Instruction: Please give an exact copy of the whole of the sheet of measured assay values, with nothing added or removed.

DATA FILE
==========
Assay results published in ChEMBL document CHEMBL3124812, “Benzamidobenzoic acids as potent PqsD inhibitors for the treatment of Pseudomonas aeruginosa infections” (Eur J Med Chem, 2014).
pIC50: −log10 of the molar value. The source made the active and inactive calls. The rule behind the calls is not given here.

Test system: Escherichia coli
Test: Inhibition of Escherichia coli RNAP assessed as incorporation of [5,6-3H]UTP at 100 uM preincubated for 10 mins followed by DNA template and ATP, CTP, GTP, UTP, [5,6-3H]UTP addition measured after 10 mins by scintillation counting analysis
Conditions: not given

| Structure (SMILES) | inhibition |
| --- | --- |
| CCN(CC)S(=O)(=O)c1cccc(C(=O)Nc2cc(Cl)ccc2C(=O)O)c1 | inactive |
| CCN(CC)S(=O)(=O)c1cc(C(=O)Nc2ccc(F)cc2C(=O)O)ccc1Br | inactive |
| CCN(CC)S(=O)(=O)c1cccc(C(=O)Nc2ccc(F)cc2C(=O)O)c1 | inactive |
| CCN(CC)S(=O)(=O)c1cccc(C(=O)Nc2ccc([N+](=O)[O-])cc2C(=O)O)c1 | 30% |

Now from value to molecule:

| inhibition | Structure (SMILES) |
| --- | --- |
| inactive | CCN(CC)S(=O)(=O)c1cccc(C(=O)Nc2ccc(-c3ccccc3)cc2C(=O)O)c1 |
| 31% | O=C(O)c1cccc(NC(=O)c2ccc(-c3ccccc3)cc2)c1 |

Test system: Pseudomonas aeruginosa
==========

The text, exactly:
Assay results published in ChEMBL document CHEMBL3124812, “Benzamidobenzoic acids as potent PqsD inhibitors for the treatment of Pseudomonas aeruginosa infections” (Eur J Med Chem, 2014).
pIC50: −log10 of the molar value. The source made the active and inactive calls. The rule behind the calls is not given here.

Test system: Escherichia coli
Test: Inhibition of Escherichia coli RNAP assessed as incorporation of [5,6-3H]UTP at 100 uM preincubated for 10 mins followed by DNA template and ATP, CTP, GTP, UTP, [5,6-3H]UTP addition measured after 10 mins by scintillation counting analysis
Conditions: not given

| Structure (SMILES) | inhibition |
| --- | --- |
| CCN(CC)S(=O)(=O)c1cccc(C(=O)Nc2cc(Cl)ccc2C(=O)O)c1 | inactive |
| CCN(CC)S(=O)(=O)c1cc(C(=O)Nc2ccc(F)cc2C(=O)O)ccc1Br | inactive |
| CCN(CC)S(=O)(=O)c1cccc(C(=O)Nc2ccc(F)cc2C(=O)O)c1 | inactive |
| CCN(CC)S(=O)(=O)c1cccc(C(=O)Nc2ccc([N+](=O)[O-])cc2C(=O)O)c1 | 30% |

Now from value to molecule:

| inhibition | Structure (SMILES) |
| --- | --- |
| inactive | CCN(CC)S(=O)(=O)c1cccc(C(=O)Nc2ccc(-c3ccccc3)cc2C(=O)O)c1 |
| 31% | O=C(O)c1cccc(NC(=O)c2ccc(-c3ccccc3)cc2)c1 |

Test system: Pseudomonas aeruginosa